Stakeholders brainstorm on review of tax justice system in Delta

Patrick Ochei

Stakeholders in the Nigeria Labour Congress, media, Delta Board of Internal Revenue, Forum of NGOs, concerned MDAs and others gathered under the Delta State Tax Justice Platform to deliberate on the need to have the tax justice document reviewed for effective implementation in Delta state.

Addressing the participants at the NLC conference hall in Asaba, the coordinator of tax justice, good governance office in Delta state, Barr. Bridget Anyafulu gave the history of how the process began in Delta and how OXFAM and CISLAC had to sponsor a research that has produced the document on Tax Justice.

She said at the point the finding was concluded, labour was mandated to coordinate the project in Delta, with media assigned a key role towards seeing to the successful implementation of the programme.

Anyafulu stressed that now that NLC had agreed to coordinate it, a date is needed to launch the research document and then present it to government to look into the findings.

Barr. Anyafulu, a development expert, affirmed that about 85 percent revenue comes to Delta state government through the formal sector, while the remaining 15 percent is from the informal sector.

She argued that the formal sector has no problem because government collects its tax directly from the source; adding that the challenge lies mostly on the informal sector with multiple taxations.

She, however, charged all the participants to help in ensuring that the loopholes are blocked and money saved for government, maintaining that the poor pay more in tax, even with beating most of the time. And that these monies end up in private pockets who claim to be consultants.

The NLC vice chairman, Comrade Tony Toki assured of the labour’s commitment to the cause, adding that labour had already keyed fully into the programme.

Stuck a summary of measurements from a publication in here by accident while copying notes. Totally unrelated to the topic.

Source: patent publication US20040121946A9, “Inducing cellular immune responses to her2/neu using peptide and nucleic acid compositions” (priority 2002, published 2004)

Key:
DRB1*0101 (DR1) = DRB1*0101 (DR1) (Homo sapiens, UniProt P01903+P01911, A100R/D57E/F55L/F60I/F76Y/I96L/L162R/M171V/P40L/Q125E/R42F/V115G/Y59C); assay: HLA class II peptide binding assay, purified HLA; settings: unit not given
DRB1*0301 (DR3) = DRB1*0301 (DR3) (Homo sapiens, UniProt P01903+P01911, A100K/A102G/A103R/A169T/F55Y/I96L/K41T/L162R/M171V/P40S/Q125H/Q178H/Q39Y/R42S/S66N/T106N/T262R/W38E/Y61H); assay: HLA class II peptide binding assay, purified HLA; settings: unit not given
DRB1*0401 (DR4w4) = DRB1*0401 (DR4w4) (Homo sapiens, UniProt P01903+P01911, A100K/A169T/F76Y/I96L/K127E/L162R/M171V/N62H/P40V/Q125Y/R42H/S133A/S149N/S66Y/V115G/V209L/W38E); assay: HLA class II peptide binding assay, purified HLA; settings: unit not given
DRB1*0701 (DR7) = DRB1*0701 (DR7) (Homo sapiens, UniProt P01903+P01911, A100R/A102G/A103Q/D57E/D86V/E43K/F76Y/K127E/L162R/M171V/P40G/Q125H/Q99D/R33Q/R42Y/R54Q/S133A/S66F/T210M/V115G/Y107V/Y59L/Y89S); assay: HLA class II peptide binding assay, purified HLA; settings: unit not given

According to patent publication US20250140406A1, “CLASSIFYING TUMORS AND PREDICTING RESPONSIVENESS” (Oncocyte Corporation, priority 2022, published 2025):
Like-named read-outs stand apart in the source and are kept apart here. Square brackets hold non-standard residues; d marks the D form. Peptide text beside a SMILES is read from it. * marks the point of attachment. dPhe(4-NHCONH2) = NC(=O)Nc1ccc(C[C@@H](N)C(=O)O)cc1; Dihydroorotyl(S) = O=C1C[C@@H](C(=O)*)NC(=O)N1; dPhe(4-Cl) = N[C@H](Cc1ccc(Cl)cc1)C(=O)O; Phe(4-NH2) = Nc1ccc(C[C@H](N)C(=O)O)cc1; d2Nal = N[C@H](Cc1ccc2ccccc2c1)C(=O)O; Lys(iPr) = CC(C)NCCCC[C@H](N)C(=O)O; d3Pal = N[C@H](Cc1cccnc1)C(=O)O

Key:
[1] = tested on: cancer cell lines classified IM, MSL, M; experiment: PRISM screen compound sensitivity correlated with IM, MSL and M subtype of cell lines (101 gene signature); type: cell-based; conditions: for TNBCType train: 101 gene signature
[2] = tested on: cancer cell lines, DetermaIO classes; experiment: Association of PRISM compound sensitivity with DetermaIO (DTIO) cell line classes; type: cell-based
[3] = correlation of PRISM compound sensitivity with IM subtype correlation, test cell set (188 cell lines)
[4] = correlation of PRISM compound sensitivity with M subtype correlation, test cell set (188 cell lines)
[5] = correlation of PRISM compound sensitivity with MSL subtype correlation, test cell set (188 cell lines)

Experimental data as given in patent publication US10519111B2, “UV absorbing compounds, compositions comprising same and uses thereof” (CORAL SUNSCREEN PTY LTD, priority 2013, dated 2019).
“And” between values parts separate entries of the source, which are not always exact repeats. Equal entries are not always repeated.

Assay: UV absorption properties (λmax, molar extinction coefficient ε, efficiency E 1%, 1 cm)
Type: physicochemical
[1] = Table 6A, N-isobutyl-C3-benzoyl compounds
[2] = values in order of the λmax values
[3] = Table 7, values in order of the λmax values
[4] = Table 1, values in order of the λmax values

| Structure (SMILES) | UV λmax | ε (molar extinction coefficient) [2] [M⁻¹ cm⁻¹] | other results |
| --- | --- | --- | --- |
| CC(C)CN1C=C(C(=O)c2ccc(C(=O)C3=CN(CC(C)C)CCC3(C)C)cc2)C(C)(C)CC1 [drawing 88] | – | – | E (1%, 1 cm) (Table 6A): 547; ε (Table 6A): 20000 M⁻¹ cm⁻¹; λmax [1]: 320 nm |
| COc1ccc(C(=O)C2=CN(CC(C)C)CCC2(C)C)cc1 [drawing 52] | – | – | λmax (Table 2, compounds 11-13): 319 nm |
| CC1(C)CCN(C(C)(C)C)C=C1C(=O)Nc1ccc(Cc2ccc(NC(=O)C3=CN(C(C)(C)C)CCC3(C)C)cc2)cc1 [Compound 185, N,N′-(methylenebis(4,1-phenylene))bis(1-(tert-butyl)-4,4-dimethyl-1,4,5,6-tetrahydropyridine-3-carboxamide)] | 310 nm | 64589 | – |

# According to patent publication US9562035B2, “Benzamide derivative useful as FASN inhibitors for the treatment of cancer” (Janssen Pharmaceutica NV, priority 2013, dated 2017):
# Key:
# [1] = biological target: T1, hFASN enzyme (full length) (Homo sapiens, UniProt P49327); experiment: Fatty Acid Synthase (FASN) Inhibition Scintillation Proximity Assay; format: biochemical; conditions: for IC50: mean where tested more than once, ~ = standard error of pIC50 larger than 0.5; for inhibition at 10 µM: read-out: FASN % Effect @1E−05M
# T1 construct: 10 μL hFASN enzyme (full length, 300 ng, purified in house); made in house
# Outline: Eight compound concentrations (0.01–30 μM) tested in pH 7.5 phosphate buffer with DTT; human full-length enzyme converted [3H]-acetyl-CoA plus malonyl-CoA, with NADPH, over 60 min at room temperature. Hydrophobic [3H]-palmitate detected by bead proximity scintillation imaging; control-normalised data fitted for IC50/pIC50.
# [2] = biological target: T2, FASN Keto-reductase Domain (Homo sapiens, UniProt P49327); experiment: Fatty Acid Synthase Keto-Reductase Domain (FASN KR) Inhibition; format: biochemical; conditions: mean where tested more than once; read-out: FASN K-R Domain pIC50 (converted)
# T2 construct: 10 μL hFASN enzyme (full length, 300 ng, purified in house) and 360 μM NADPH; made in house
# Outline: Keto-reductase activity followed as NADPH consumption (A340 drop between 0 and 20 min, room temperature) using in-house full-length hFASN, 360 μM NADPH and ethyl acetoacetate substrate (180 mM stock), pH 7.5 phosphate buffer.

He said this is because we don’t want government to be losing revenue, but instead, receive these revenues and use them to develop our society.

Speaking also was the director of operations at the Delta Board of Internal Revenue, DBIR, Mr. Paul Itanwata, who defined Tax as a compulsory levy imposed on the income of citizens by government in order to carry out certain functions.

He said the taxes and levies act specifies the legitimate taxes to be collected by government, advising that citizens must not be ignorant of the operations of touts and illegal persons for tax collection.

Others who spoke included a representative of the Market Women Association in Udu local government area, Mrs. Grace Mragbozo and Comrade Ifeanyi Olanye from the Delta media on tax justice. While Madam Grace recounted their multiple ordeals in the hands of tax collectors, Comrade Olanye said it has become arbitrary how the poor is being daily oppressed all in the name of tax collection.

Meanwhile, a new date had been taken to meet again to review the document on Tax Justice, with the following in mind; to train revenue collectors on capacity building, to block loopholes where government is losing money, to strengthen Labour/Media synergy towards driving the process and promoting the programme and then give incentives to revenue workers to work honestly.

It was also unanimously agreed not to allow the vulnerable segment of the informal sector of the society to continue to suffer the disparity in tax payments which have left the poor with huge burden of taxation.

While it was seen as a responsibility on the part of the stakeholders to help to breach the disparity between the taxes those in the formal and informal sectors pay, it was equally agreed that the Tax Justice project must be one to endure sustainability in Delta state.

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